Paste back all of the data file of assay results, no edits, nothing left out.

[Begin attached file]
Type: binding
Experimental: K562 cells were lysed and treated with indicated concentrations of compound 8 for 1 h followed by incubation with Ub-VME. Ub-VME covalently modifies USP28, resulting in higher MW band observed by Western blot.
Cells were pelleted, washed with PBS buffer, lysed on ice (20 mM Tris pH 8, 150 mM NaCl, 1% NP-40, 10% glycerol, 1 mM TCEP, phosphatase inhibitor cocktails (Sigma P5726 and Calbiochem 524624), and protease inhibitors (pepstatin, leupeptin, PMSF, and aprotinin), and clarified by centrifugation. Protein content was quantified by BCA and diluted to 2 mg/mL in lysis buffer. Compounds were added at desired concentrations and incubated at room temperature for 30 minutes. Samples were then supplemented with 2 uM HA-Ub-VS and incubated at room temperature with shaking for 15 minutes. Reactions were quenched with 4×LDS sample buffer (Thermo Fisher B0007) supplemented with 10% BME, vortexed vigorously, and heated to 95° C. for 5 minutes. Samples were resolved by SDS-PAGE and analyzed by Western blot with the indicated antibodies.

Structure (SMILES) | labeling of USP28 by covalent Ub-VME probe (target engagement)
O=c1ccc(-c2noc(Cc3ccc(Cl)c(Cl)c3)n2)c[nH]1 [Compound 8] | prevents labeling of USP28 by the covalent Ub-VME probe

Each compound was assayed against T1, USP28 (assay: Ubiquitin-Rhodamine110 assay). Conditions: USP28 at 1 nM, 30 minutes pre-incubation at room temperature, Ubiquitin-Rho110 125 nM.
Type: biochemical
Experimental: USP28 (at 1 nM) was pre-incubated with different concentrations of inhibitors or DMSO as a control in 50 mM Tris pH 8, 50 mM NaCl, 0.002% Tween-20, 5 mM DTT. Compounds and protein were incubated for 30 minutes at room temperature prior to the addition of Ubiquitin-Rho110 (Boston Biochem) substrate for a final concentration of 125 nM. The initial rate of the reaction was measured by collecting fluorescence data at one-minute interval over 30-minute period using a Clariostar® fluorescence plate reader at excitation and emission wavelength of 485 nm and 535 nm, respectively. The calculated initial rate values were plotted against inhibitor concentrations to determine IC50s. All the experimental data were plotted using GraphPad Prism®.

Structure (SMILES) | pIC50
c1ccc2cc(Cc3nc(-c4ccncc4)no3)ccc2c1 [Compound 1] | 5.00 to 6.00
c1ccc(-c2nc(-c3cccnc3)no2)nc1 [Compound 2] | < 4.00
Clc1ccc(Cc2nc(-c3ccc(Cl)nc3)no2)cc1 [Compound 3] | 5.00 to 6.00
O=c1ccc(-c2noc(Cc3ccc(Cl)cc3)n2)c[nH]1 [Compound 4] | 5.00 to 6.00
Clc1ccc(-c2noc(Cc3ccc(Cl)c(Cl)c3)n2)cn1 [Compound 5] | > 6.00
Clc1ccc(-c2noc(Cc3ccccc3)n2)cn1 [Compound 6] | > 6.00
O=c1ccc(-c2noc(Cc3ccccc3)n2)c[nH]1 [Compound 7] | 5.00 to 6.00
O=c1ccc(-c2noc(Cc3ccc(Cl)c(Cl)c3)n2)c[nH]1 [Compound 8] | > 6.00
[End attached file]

Type: binding
Experimental: K562 cells were lysed and treated with indicated concentrations of compound 8 for 1 h followed by incubation with Ub-VME. Ub-VME covalently modifies USP28, resulting in higher MW band observed by Western blot.
Cells were pelleted, washed with PBS buffer, lysed on ice (20 mM Tris pH 8, 150 mM NaCl, 1% NP-40, 10% glycerol, 1 mM TCEP, phosphatase inhibitor cocktails (Sigma P5726 and Calbiochem 524624), and protease inhibitors (pepstatin, leupeptin, PMSF, and aprotinin), and clarified by centrifugation. Protein content was quantified by BCA and diluted to 2 mg/mL in lysis buffer. Compounds were added at desired concentrations and incubated at room temperature for 30 minutes. Samples were then supplemented with 2 uM HA-Ub-VS and incubated at room temperature with shaking for 15 minutes. Reactions were quenched with 4×LDS sample buffer (Thermo Fisher B0007) supplemented with 10% BME, vortexed vigorously, and heated to 95° C. for 5 minutes. Samples were resolved by SDS-PAGE and analyzed by Western blot with the indicated antibodies.

Structure (SMILES) | labeling of USP28 by covalent Ub-VME probe (target engagement)
O=c1ccc(-c2noc(Cc3ccc(Cl)c(Cl)c3)n2)c[nH]1 [Compound 8] | prevents labeling of USP28 by the covalent Ub-VME probe

Each compound was assayed against T1, USP28 (assay: Ubiquitin-Rhodamine110 assay). Conditions: USP28 at 1 nM, 30 minutes pre-incubation at room temperature, Ubiquitin-Rho110 125 nM.
Type: biochemical
Experimental: USP28 (at 1 nM) was pre-incubated with different concentrations of inhibitors or DMSO as a control in 50 mM Tris pH 8, 50 mM NaCl, 0.002% Tween-20, 5 mM DTT. Compounds and protein were incubated for 30 minutes at room temperature prior to the addition of Ubiquitin-Rho110 (Boston Biochem) substrate for a final concentration of 125 nM. The initial rate of the reaction was measured by collecting fluorescence data at one-minute interval over 30-minute period using a Clariostar® fluorescence plate reader at excitation and emission wavelength of 485 nm and 535 nm, respectively. The calculated initial rate values were plotted against inhibitor concentrations to determine IC50s. All the experimental data were plotted using GraphPad Prism®.

Structure (SMILES) | pIC50
c1ccc2cc(Cc3nc(-c4ccncc4)no3)ccc2c1 [Compound 1] | 5.00 to 6.00
c1ccc(-c2nc(-c3cccnc3)no2)nc1 [Compound 2] | < 4.00
Clc1ccc(Cc2nc(-c3ccc(Cl)nc3)no2)cc1 [Compound 3] | 5.00 to 6.00
O=c1ccc(-c2noc(Cc3ccc(Cl)cc3)n2)c[nH]1 [Compound 4] | 5.00 to 6.00
Clc1ccc(-c2noc(Cc3ccc(Cl)c(Cl)c3)n2)cn1 [Compound 5] | > 6.00
Clc1ccc(-c2noc(Cc3ccccc3)n2)cn1 [Compound 6] | > 6.00
O=c1ccc(-c2noc(Cc3ccccc3)n2)c[nH]1 [Compound 7] | 5.00 to 6.00
O=c1ccc(-c2noc(Cc3ccc(Cl)c(Cl)c3)n2)c[nH]1 [Compound 8] | > 6.00